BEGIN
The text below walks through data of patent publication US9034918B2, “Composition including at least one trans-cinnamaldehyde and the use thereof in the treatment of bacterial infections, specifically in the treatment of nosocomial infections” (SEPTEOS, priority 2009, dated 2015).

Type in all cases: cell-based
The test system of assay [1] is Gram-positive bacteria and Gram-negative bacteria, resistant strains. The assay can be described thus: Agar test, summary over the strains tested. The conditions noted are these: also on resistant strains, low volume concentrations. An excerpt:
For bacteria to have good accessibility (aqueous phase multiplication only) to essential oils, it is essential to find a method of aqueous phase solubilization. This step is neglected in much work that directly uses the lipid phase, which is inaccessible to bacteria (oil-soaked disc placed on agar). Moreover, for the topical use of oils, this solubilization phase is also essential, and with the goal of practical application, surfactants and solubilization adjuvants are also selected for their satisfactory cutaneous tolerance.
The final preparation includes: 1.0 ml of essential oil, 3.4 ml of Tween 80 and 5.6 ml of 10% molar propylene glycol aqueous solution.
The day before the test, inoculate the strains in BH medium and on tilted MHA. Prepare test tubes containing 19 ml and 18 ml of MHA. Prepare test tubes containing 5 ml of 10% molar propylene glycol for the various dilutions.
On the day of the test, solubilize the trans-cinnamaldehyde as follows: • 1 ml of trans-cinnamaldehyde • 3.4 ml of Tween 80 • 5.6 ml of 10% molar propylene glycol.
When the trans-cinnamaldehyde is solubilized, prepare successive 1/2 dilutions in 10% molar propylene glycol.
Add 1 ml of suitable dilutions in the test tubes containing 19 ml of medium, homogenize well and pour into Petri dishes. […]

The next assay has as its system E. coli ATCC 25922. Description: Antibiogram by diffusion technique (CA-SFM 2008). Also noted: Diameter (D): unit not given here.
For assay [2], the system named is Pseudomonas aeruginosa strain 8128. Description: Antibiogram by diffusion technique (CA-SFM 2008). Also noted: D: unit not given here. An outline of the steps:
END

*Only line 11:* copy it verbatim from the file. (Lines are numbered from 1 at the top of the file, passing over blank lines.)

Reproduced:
For assay [2], the system named is Pseudomonas aeruginosa strain 8128. Description: Antibiogram by diffusion technique (CA-SFM 2008). Also noted: D: unit not given here. An outline of the steps: